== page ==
Matt McDowell, marketing director for Northern Europe, Toshiba
"Does sex still have the potential to create a stir and attract attention in our over-advertised world? Yes. Does it encourage many people to go through the buying cycle? I'm not quite so sure about that.
"The big danger is that you harm your brand by cheapening it if you go about it in the wrong way. On balance, you risk more by using sex to sell than you stand to gain.
"I can't see the use of sex in advertising becoming more commonplace. Not least because the influence of social networks that heighten the danger of brands becoming associated with pornography."
Paul Lawson, group managing director, Leo Burnett
"As society has become much more familiar with sex, so things that were once seen as tawdry have become much more acceptable.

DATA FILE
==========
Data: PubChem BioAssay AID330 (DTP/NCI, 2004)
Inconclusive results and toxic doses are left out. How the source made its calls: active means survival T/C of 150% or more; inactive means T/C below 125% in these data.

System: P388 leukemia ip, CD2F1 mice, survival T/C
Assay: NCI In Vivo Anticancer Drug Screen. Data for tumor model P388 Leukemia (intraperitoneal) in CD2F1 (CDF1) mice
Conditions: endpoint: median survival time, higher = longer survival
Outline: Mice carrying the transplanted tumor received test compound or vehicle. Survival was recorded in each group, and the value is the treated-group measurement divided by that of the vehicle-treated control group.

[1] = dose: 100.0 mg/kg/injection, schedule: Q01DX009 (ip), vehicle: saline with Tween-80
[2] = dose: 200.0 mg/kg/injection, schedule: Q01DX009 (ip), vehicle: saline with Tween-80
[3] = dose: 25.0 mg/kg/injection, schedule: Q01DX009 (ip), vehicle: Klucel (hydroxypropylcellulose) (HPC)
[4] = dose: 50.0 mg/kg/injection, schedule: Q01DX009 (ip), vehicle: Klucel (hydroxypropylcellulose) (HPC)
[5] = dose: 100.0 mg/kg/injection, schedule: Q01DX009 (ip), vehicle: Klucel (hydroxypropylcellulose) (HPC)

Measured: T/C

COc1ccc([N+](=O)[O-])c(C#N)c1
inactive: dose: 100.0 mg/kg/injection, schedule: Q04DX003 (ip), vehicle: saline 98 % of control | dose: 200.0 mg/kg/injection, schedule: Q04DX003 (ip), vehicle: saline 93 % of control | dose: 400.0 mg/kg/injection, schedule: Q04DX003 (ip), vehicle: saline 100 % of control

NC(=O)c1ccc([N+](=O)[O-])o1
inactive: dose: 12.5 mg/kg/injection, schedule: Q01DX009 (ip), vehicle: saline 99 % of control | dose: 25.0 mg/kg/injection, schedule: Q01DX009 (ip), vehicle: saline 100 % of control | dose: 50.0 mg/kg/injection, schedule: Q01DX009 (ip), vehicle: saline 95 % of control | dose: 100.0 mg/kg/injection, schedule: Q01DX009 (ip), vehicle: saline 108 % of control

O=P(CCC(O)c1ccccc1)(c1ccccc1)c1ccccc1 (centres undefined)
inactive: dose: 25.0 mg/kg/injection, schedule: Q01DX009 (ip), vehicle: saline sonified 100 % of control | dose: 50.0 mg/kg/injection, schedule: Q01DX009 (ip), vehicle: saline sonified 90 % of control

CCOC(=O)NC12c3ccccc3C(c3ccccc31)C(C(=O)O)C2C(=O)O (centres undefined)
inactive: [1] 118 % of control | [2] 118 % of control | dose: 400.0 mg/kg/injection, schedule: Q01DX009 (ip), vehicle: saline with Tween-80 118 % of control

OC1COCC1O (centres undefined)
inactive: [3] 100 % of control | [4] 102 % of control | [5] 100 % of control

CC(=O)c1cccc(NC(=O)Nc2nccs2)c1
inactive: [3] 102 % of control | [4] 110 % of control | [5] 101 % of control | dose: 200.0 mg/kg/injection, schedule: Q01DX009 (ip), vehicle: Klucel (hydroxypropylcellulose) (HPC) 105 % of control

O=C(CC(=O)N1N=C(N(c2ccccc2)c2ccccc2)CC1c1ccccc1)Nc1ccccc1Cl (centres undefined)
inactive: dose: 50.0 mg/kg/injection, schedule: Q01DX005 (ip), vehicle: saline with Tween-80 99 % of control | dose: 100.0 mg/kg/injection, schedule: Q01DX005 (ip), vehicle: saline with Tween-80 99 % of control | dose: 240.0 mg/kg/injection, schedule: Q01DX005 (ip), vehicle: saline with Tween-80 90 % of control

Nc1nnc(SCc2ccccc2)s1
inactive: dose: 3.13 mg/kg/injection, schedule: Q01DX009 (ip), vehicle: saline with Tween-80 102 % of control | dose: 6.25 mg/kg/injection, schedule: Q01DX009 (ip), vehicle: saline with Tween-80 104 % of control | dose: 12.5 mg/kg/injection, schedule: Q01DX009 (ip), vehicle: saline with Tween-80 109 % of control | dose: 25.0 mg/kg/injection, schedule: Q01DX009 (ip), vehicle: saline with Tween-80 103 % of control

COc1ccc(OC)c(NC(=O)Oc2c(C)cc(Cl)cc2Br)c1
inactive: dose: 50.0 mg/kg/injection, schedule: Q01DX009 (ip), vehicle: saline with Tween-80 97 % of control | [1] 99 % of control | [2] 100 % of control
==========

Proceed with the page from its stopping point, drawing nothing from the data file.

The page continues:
"Sex in advertising is fine if it has a winsome charm. But if it's done in a voyeuristic way, it becomes crass.
"Despite my potty-mouth reputation, I was never a fan of the fcuk campaign. It may have been a brilliant communication idea but I found it unpleasant to encounter in the street. It was much too in-your-face.
"I've always liked the Lynx work for its tongue-in-cheek approach to sex. But I think even that campaign is becoming more explicit and direct."
Nils Leonard, executive creative director, Grey London
"Sex isn't seedy any more. Since the early 90s, it's actually become a life choice for many. The fact is that people have always liked sex. That doesn't change and if you get it right in your advertising and give it real edge, the appeal is irresistible.
"Of course, it isn't right for every brand. It's a bit like turning up to a party wearing clothes in which you feel comfortable. If you're not comfortable, people can sense it.
"The limits on what's acceptable will always be set by public taste. I can't imagine my mum would ever want to watch a couple going at it."